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Get set for colder weather

cat in a blanket on a sofa

The nights are drawing in, you’ve got your winter jumpers out from the back of the cupboard and they’re already stocking Christmas decorations in the shops. Yes, it’s that time of year when we all need to get set for colder weather. But with a bit of preparation you shouldn’t need to worry about energy bills over the winter months – there’s a lot you can do to ensure you stay warm without breaking the bank.

Around 40% of us worry about keeping our homes warm in winter. Our tips and advice should help you avoid being one of them.

Keep your home warm

Your boiler is key to heating and hot water – but how old is it and when did you last get it serviced? You can save yourself a lot of heartache by ensuring your boiler is working effectively before the worst of the weather sets in. You should get your boiler service annually by a gas safe registered engineer.

When upgrading, servicing or maintaining gas appliances, always ensure that your heating engineer is listed on the Gas Safe Register, which is the official list of businesses that are legally permitted to carry out gas work.

If your boiler is over ten years old, it’s going to be less efficient than a new boiler. It’s not cheap to replace a boiler, a straightforward gas boiler replacement plus installing thermostatic radiator valves will typically cost about £2,300. However, a modern A-rated condensing boiler will be far more efficient and help save on your heating bills.

Find out more about replacing your boiler.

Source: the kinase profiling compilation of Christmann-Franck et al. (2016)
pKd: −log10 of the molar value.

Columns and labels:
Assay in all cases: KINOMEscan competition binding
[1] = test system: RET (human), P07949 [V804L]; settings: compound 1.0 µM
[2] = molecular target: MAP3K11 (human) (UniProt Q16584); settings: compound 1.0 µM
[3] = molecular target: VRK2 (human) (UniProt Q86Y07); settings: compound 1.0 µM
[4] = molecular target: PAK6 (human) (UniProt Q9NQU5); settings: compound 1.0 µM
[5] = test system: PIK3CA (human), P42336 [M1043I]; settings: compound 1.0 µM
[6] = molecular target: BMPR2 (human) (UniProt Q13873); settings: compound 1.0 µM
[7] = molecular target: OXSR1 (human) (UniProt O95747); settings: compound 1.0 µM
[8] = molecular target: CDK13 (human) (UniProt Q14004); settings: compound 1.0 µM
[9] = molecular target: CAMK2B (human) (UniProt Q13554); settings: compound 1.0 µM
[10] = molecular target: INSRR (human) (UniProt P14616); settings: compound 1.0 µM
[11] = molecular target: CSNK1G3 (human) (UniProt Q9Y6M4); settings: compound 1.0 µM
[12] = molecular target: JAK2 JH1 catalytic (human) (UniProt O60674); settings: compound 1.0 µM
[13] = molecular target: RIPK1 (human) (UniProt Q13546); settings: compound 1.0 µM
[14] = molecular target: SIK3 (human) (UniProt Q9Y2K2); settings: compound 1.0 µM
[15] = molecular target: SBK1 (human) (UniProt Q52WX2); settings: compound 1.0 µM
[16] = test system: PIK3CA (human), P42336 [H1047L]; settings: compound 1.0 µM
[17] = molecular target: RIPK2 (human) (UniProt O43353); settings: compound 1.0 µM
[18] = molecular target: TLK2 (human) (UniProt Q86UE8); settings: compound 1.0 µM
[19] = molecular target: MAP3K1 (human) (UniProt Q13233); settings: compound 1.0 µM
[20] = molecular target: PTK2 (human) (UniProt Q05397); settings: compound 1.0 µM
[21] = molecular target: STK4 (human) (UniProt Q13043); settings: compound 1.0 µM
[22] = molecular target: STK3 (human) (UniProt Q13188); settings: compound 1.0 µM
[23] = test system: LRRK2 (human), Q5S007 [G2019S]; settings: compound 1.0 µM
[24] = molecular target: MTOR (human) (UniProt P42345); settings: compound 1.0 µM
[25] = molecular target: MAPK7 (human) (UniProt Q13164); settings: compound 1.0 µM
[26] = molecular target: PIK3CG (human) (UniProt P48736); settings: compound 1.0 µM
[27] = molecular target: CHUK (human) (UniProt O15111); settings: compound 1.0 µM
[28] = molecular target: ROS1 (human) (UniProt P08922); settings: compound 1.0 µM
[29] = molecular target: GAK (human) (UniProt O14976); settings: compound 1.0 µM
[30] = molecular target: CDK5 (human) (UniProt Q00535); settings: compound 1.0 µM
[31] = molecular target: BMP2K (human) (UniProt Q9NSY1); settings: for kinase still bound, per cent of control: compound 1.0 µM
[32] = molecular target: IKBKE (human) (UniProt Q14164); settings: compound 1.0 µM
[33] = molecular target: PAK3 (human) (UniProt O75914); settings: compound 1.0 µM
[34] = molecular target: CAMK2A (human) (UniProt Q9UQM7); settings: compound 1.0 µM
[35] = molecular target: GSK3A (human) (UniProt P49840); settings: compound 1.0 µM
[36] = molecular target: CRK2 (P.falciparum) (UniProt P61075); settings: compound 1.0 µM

Control the temperature

You can upgrade or install heating controls without replacing your boiler. It’s worth investigating, particularly if your controls are over 14 years old – room thermostats in particular are far more accurate than they used to be.

You can save £80 and 320kg of carbon emissions a year by turning a room thermostat down by one degree. That simple change won’t actually cost you anything.

Read more about how to use your thermostats and controls effectively.

Home improvements

If you’re lucky enough to be planning a series of home improvements – a new kitchen, loft conversion or extension to your property, remember to build in insulating or draught-proofing measures. Most builders will only make energy efficient upgrades up to the point required by building regulations but you can do more, without significantly increasing costs.

Talk to your builder about energy efficient windows and doors or how much insulation they plan to put into your extension or loft conversion. A small extra outlay at this point could mean significant savings down the road.

Read our tips for energy efficient home improvements.

Keep the heat in

woman sitting by fire with hot drink

The final part of keeping bills and energy use down, has to be about keeping the heat in. Houses built from the 1990s onwards tend to have wall insulation already but older properties may well not. About a third of all the heat lost in an uninsulated home escapes through the walls.

Houses built earlier than the 1920s are likely to have solid walls. These can be insulated either from the inside or the outside – it’s a more expensive technique than cavity wall insulation but the savings on your bills are larger too. Read our advice on solid wall insulation.

Houses built 1920s - 1990s tend to have cavity walls. Insulating cavity walls requires a bit of capital outlay but you can usually make back the cost within about five years, with the savings you’ll make on your energy bills. See more about insulating cavity walls.

Topping up insulation of your hot water tank can save around £25 a year, as well as 130 kg of CO2. Pipe insulation can save around £10 a year on your energy bills. It can also prevent your condensate waste pipe from freezing, and stopping your condensing boiler working in extreme temperatures.

Draught-proofing is one of the cheapest and most effective ways of insulating your property. While you need ventilation to prevent damp and mould in kitchens and bathrooms where there’s a lot of moisture, you can safely block draughts around windows in bedrooms, living rooms and hallways. Find out more in our advice on draught-proofing.

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